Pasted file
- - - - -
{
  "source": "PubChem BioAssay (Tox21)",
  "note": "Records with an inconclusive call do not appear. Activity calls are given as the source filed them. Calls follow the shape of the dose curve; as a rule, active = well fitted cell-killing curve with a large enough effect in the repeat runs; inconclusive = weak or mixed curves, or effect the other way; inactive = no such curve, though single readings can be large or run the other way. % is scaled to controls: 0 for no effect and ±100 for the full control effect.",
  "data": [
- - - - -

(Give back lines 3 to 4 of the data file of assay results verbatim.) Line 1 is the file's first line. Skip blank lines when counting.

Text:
  "note": "Records with an inconclusive call do not appear. Activity calls are given as the source filed them. Calls follow the shape of the dose curve; as a rule, active = well fitted cell-killing curve with a large enough effect in the repeat runs; inconclusive = weak or mixed curves, or effect the other way; inactive = no such curve, though single readings can be large or run the other way. % is scaled to controls: 0 for no effect and ±100 for the full control effect.",
  "data": [